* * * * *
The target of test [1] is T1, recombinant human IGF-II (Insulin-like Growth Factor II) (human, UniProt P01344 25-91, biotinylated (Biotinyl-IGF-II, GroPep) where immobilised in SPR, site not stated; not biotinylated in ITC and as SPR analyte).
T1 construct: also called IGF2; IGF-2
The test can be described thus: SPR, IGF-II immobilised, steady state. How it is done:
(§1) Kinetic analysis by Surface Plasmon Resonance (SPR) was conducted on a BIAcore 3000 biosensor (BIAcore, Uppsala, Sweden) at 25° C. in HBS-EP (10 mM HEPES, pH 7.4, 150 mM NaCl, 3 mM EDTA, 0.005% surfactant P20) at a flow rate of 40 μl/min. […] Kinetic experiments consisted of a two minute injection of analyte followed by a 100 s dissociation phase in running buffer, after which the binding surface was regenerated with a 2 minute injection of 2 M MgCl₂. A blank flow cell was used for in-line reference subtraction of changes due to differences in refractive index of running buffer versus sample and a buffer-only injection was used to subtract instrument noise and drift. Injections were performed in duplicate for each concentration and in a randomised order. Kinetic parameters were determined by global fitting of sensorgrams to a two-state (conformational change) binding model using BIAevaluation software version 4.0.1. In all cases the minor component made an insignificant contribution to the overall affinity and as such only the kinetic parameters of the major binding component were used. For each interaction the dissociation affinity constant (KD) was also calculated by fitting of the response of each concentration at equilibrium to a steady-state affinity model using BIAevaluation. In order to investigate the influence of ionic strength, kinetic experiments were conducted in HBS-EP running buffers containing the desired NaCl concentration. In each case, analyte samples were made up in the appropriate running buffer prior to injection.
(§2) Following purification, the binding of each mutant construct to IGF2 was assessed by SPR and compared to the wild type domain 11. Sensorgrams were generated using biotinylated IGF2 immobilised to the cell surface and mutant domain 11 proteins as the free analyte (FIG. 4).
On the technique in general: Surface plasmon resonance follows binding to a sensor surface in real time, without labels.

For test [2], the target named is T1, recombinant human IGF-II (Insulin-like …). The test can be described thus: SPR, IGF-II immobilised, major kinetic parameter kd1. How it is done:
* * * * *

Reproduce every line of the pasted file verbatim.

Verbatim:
The target of test [1] is T1, recombinant human IGF-II (Insulin-like Growth Factor II) (human, UniProt P01344 25-91, biotinylated (Biotinyl-IGF-II, GroPep) where immobilised in SPR, site not stated; not biotinylated in ITC and as SPR analyte).
T1 construct: also called IGF2; IGF-2
The test can be described thus: SPR, IGF-II immobilised, steady state. How it is done:
(§1) Kinetic analysis by Surface Plasmon Resonance (SPR) was conducted on a BIAcore 3000 biosensor (BIAcore, Uppsala, Sweden) at 25° C. in HBS-EP (10 mM HEPES, pH 7.4, 150 mM NaCl, 3 mM EDTA, 0.005% surfactant P20) at a flow rate of 40 μl/min. […] Kinetic experiments consisted of a two minute injection of analyte followed by a 100 s dissociation phase in running buffer, after which the binding surface was regenerated with a 2 minute injection of 2 M MgCl₂. A blank flow cell was used for in-line reference subtraction of changes due to differences in refractive index of running buffer versus sample and a buffer-only injection was used to subtract instrument noise and drift. Injections were performed in duplicate for each concentration and in a randomised order. Kinetic parameters were determined by global fitting of sensorgrams to a two-state (conformational change) binding model using BIAevaluation software version 4.0.1. In all cases the minor component made an insignificant contribution to the overall affinity and as such only the kinetic parameters of the major binding component were used. For each interaction the dissociation affinity constant (KD) was also calculated by fitting of the response of each concentration at equilibrium to a steady-state affinity model using BIAevaluation. In order to investigate the influence of ionic strength, kinetic experiments were conducted in HBS-EP running buffers containing the desired NaCl concentration. In each case, analyte samples were made up in the appropriate running buffer prior to injection.
(§2) Following purification, the binding of each mutant construct to IGF2 was assessed by SPR and compared to the wild type domain 11. Sensorgrams were generated using biotinylated IGF2 immobilised to the cell surface and mutant domain 11 proteins as the free analyte (FIG. 4).
On the technique in general: Surface plasmon resonance follows binding to a sensor surface in real time, without labels.

For test [2], the target named is T1, recombinant human IGF-II (Insulin-like …). The test can be described thus: SPR, IGF-II immobilised, major kinetic parameter kd1. How it is done: